Title:
Storage roof truss
Kind Code:
A1


Abstract:
The storage roof truss has a non-triangular central opening to provide greater storage space. Truss chords and webs are arranged to provide a central opening with a horizontal bottom and vertical lower sides. This allows more usable storage space. The central opening chords and webs are connected to the top chords in a triangular mesh pattern such that loads on the element junctures are carried in tension or compression. This allows similar structural efficiency as a conventional truss. Therefore roof storage trusses can be constructed with similar costs as conventional trusses. Also, storage roof trusses can have the same range of pitches as conventional trusses.



Inventors:
Snow, Jeffrey M. (Bloomington, IN, US)
Application Number:
09/740357
Publication Date:
06/20/2002
Filing Date:
12/18/2000
Assignee:
SNOW JEFFREY M.
Primary Class:
Other Classes:
52/693
International Classes:
E04C3/17; (IPC1-7): E04C3/02
View Patent Images:
Related US Applications:



Primary Examiner:
CANFIELD, ROBERT
Attorney, Agent or Firm:
Law Offices of Royal W. Craig (Baltimore, MD, US)
Claims:

I claim:



1. A storage roof truss with greater storage space capacity or possible living space, comprising: a bottom chord and a pair of top chords, said top chords being joined at an apex, and said bottom chord joins each distal end of said top chords at a heel forming a generally triangular shape; a pair of vertical webs, each said vertical web located on horizontally opposite sides of said apex, each said vertical web joins said bottom chord between the chord end and a point vertically below said apex, said vertical webs extend substantially vertically upward but not to said top chord; a pair of apex webs, each said apex web joins a separate said vertical web at the upper end of said vertical web, said apex webs extend to said apex and join said top chords substantially at said apex; a pair of outboard webs, each said outboard web joins said bottom chord and a separate said vertical web substantially at their juncture and extends and joins said top chord at an intermediate point between adjacent said heel and a point on said top chord located above said vertical web; a pair of brace webs, each said brace web joins a separate said vertical web and said apex web substantially at their juncture and extends and joins said top chord and said outboard web substantially at their juncture; wherein chords or webs are substantially straight and elongated structural elements and are arranged substantially in a plane; whereby a central opening is formed with a horizontal bottom and portions of its sides being substantially vertical allowing greater storage space and any load applied at any juncture of chords or webs will be carried to said heels mostly via axial loads on the chords and webs thereby allowing small cross sections of webs and chords.

2. The storage roof truss of claim 1 further including: said vertical webs extend substantially vertically upward and join said top chords, juncture of said apex webs and said brace webs is at an intermediate point on said vertical webs.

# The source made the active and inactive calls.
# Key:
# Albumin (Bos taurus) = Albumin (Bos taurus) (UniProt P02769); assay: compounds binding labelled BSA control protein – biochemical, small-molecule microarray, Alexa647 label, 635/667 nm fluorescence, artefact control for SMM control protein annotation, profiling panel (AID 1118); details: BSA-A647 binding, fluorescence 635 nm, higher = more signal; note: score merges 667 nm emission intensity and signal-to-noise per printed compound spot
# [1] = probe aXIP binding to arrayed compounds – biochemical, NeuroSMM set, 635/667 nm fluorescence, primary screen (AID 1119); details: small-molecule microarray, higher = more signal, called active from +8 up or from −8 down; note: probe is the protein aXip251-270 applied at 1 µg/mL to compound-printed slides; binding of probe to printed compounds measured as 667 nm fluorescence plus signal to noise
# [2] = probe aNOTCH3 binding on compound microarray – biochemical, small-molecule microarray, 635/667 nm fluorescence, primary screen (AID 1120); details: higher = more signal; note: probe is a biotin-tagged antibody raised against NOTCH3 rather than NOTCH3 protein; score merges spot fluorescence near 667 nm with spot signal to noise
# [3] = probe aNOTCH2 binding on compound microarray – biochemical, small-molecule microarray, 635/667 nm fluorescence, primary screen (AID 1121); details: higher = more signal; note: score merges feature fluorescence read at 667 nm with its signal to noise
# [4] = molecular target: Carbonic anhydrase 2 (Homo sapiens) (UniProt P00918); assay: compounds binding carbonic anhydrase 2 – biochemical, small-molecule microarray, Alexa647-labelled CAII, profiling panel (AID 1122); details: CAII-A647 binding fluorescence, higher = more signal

3. The storage roof truss of claim 1 wherein: half of the storage roof truss to one side of said apex is formed, the half truss is joined at its said apex and free end of said bottom chord to a rigid structural means.

4. The storage roof truss of claim 1 wherein: the portion of said bottom chord between said pair of vertical webs is of greater cross section; whereby stresses and deflections in said bottom chord due to storage or live loads will be less.

5. A storage roof truss with greater storage space capacity or possible living space, comprising: a bottom chord, a pair of upper top chords, and a pair of lower top chords; said upper top chords being joined at an apex, each said lower top chord being joined to distal end of a separate said upper top chord and said bottom chord joins each distal end of said lower top chords at a heel forming a generally gambrel roof shape; a pair of vertical webs, each said vertical web located on horizontally opposite sides of said apex, each said vertical web joins said upper top chord and said lower top chord at their juncture and extends substantially vertically downward and joins said bottom chord; a pair of apex webs, each said apex web joins a separate said vertical web at an intermediate point on said vertical web, said apex webs extend to said apex and join said upper top chords at said apex; a pair of outboard webs, each said outboard web joins said bottom chord and a separate said vertical web at their juncture and extends and joins said lower top chord at an intermediate point on said lower top chord; a pair of brace webs, each said brace web joins a separate said vertical web and said apex web at their juncture and extends and joins said lower top chord and said outboard web at their juncture; wherein chords or webs are substantially straight and elongated structural elements and are arranged substantially in a plane; whereby a central opening is formed with a horizontal bottom and portions of its sides being substantially vertical allowing greater storage space and any load applied at any juncture of chords or webs will be carried to said heels mostly via axial loads on the chords and webs thereby allowing small cross sections of webs and chords.